Fond memories now but not considered a high point by me at the time. But I learnt about gardening, keeping chickens and that getting food on the table isn’t always pleasant or easy. I don’t recall ever being bored, there was always something to do.

Now I am in my sixties I do hanker after those quieter more genteel times. But now I have arrived in the new century I sure would miss the technology. If only the pace of life would slow down. I guess that is what retirement is for.

If only the rest of the world would slow down too.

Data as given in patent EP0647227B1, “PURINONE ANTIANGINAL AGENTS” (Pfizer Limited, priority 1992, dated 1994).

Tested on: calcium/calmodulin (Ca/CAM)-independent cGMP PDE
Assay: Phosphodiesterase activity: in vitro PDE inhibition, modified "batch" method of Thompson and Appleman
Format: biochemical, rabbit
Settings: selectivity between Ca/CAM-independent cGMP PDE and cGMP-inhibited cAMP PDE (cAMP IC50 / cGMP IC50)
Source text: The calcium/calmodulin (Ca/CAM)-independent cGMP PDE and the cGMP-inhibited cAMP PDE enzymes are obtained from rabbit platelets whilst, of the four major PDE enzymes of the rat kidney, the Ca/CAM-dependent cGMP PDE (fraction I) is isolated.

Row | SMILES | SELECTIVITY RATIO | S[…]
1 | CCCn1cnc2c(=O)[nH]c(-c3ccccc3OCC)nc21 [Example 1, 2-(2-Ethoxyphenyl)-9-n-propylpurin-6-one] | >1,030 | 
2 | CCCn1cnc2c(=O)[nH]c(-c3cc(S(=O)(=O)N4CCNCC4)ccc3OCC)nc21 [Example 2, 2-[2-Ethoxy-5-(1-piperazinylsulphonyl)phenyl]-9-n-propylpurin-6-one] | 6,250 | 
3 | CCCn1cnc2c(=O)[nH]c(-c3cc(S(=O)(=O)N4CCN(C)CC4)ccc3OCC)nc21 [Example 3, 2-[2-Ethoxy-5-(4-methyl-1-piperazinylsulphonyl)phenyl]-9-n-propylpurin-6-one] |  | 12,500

Egg mystery is a web cracker


When I was about seven, my dad was the village bobby in Westfield, East Sussex. The police station was a small flat-roofed extension on the side of the house in which we made our home. What made this house interesting was the garden which was well over 100 feet long. A huge space which my dad pretty much turned into a small holding. Along with the huge amount of fruit and veg my parents kept chickens and geese. I can remember seeing eggs of all colours, shapes and sizes. Only the goose eggs were as large as the egg which is the subject of the linked story. We never ever had an egg within an egg.

I can only say that, finding an egg within an egg which in total weighed nearly half a pound, this is EGGSTRAORDINARY.

Egg mystery is a web cracker – Odd Spot – Portsmouth News.